Does this simple-minded model have anything to do with the real-world plight of kids going to school in Seattle and Louisville? Both of those cities once had highly segregated schools and achieved a better racial balance only by means of deliberate incentives and policies, applied steadily over more than 30 years. In the case of Louisville, the desegregation plan was mandated and supervised by the courts from 1973 until 2000; since then, aspects of the program have been continued voluntarily as a means of maintaining racial diversity. In Seattle the measures were adopted by the school board without outside compulsion. Currently, Seattle’s 10 high schools have a citywide open-enrollment policy, so that any student can choose any of the schools. Those schools that have more applicants than places use several factors to determine which students will be admitted, including geography and the presence of siblings already attending the school. Racial balance is the final tiebreaker.

The students and parents who have challenged these policies (supported by an amicus brief from the Bush administration) argue that race should not be a factor at all in assigning children to schools—that it’s no more legimate to consider race as a way of achieving integration that it would be in maintaining segregation. In other words, policies must be colorblind, even though people aren’t.

We won’t know for months how the supremes will rule on this issue, but savvy court-watchers say the outlook is dim for the diversity policies; and if they are overturned in Seattle and Lousiville, similar programs will have to be dismantled in many other cities as well. What’s the appropriate response? One might well try to out-Herod Herod, taking the position that all school-assignment decisions (and analogous choices both within the schools and everywhere else in American life) should be conducted as a pure lottery. After all, if race is a forbidden criterion, how can we allow accidents of residence or wealth or personal history to intrude? This strategy has the virtue that it would make pretty much everyone fiercely unhappy—and so it probably wouldn’t last long.

For another approach to the problem, I would like to ask this: What could we change about Schelling’s model in order to get a somewhat brighter vision of the future? The obvious candidate is the model’s one-sided choice function. In the world of the Schelling model, we all want to avoid being too much in the minority, but no one worries about being too much in the majority. I’d like to think, on the contrary, that we might have at least a few people who go out of their way to seek diversity, who pull up stakes and move not only if they have too many neighbors of another race but also if they have too few. It would be interesting to explore the phase diagram of a model that included such a subpopulation.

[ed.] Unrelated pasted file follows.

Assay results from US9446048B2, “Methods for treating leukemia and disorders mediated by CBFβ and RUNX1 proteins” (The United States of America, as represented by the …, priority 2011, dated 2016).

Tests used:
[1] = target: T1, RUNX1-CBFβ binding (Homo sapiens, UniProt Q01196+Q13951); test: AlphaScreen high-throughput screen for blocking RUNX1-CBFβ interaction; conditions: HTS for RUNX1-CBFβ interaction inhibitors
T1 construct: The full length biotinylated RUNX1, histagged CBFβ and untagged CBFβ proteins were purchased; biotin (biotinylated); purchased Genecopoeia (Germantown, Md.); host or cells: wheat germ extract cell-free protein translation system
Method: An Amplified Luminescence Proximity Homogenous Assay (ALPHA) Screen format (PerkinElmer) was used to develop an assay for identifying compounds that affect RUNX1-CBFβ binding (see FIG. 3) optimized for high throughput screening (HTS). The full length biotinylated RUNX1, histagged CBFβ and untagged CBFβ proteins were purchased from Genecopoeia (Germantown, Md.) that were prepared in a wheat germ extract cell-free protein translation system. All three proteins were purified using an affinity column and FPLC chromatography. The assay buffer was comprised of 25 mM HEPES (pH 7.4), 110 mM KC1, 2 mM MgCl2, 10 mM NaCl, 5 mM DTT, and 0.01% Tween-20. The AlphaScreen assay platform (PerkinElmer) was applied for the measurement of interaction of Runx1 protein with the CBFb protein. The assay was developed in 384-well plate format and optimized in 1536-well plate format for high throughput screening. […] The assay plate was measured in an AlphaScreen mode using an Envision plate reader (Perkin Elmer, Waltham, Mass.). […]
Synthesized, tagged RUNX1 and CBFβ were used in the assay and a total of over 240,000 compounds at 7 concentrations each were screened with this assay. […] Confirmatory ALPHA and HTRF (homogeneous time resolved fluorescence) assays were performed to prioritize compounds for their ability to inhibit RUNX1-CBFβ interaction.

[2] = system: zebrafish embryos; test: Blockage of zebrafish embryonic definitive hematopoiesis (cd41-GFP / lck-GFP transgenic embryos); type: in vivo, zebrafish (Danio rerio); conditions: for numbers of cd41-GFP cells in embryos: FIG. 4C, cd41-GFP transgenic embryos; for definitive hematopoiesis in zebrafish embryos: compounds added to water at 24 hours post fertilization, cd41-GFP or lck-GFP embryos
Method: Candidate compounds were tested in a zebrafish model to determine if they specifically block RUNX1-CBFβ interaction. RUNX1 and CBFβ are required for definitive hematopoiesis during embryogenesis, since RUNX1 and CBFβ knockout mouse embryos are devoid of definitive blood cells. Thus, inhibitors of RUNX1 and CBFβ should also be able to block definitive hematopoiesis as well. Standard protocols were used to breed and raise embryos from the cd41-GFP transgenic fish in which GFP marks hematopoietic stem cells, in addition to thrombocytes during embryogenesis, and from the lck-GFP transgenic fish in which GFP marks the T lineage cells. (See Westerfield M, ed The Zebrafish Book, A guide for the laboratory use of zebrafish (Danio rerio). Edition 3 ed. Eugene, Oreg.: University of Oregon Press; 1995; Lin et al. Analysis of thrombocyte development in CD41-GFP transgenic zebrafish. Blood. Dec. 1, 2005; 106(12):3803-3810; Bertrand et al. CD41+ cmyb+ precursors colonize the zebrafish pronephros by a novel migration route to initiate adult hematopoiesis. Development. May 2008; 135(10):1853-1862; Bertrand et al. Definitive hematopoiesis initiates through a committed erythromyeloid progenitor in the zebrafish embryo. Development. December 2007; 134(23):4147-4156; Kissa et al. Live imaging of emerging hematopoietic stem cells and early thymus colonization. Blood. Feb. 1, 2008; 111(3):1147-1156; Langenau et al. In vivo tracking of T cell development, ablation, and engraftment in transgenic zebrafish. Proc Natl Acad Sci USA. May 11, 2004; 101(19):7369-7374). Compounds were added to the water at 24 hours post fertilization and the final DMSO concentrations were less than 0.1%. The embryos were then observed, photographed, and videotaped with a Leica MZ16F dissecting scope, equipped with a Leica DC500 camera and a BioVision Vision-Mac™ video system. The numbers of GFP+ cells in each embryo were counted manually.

A few references:

Schelling, Thomas C. 1971. Dynamic models of segregation. Journal of Mathematical Sociology 1:143–186.

Schelling, Thomas. C. 1978. Micromotives and Macrobehavior. New York: W.W. Norton.

Granovetter, Mark S., and Roland Soong. 1988. Threshold models of diversity: Chinese restaurants, residential segregation and the spiral of silence. In Sociological Methodology (edited by Clifford Clogg), pp. 69–104. PDF

Clark, W. A. V. 1991. Residential preferences and neighborhood racial segregation: a test of the Schelling segregation model. Demography 28:1–19.

Bruch, Elizabeth E., and Robert D. Mare. 2004. Neighborhood choice and neighborhood change. PDF

Aguilera, Antonio, and Edgardo Ugalde. 2006. A spatially extended model for residential segregation.

This entry was posted in modern life.

3 Responses to Back to school

  1. Keith says:

    Interesting post but it is not the job of the government to impose integration; in fact, the constitution prevents it. The assortment of people into segregated enclaves may happen, but I am not convinced it will.

  2. Ros says:


    Do you have an idea how the simulation result might change if people could exit the system, if the whole system were continually growing, or if there were “magnet” nodes exerting countervailing force?

    My own school system uses the proportion of students eligible for reduced-price or free school lunch as a yardstick for maintaining balance when attendance districts are drawn each year. This is a fast-growing school system, so new schools open each year and a lot of students move around.

    We don’t seem to have a Schelling model: There is the parameter of choice, provided by magnet-schools offerings, and the parameter of growth. Both of these seem to keep individuals from being forced to make the either-or decisions (move-stay) embedded in the Schelling model. Or maybe it’s just harder to see, in this complex mix, patterns in the decisions made.

    Of course, you can say that school-lunch status is a marker for race in a society where, sadly, economic and racial divisions line up closely. But at least people don’t explicitly choose a neighborhood based on the school-lunch status of the residents. The Schelling model seems to assume perfect information. Perhaps, when troubling social forces are in play, less than perfect information is a *good* thing.